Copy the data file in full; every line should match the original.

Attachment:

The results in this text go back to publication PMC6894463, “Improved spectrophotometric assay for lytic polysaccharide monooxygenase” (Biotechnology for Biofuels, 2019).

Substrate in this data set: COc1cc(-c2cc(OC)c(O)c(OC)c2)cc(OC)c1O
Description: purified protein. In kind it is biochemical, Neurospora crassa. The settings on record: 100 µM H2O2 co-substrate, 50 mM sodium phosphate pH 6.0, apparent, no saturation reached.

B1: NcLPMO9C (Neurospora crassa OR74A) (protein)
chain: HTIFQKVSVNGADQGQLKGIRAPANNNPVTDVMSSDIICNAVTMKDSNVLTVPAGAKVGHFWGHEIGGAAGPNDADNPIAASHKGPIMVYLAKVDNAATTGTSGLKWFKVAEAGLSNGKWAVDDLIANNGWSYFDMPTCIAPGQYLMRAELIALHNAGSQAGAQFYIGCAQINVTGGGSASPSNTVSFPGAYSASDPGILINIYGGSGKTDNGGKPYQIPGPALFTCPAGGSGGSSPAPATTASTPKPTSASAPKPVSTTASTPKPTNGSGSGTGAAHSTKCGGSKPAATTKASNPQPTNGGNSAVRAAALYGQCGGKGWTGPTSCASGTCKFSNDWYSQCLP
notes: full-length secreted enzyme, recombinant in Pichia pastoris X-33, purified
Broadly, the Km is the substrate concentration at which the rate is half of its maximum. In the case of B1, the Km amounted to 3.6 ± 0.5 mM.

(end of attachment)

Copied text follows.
The results in this text go back to publication PMC6894463, “Improved spectrophotometric assay for lytic polysaccharide monooxygenase” (Biotechnology for Biofuels, 2019).

Substrate in this data set: COc1cc(-c2cc(OC)c(O)c(OC)c2)cc(OC)c1O
Description: purified protein. In kind it is biochemical, Neurospora crassa. The settings on record: 100 µM H2O2 co-substrate, 50 mM sodium phosphate pH 6.0, apparent, no saturation reached.

B1: NcLPMO9C (Neurospora crassa OR74A) (protein)
chain: HTIFQKVSVNGADQGQLKGIRAPANNNPVTDVMSSDIICNAVTMKDSNVLTVPAGAKVGHFWGHEIGGAAGPNDADNPIAASHKGPIMVYLAKVDNAATTGTSGLKWFKVAEAGLSNGKWAVDDLIANNGWSYFDMPTCIAPGQYLMRAELIALHNAGSQAGAQFYIGCAQINVTGGGSASPSNTVSFPGAYSASDPGILINIYGGSGKTDNGGKPYQIPGPALFTCPAGGSGGSSPAPATTASTPKPTSASAPKPVSTTASTPKPTNGSGSGTGAAHSTKCGGSKPAATTKASNPQPTNGGNSAVRAAALYGQCGGKGWTGPTSCASGTCKFSNDWYSQCLP
notes: full-length secreted enzyme, recombinant in Pichia pastoris X-33, purified
Broadly, the Km is the substrate concentration at which the rate is half of its maximum. In the case of B1, the Km amounted to 3.6 ± 0.5 mM.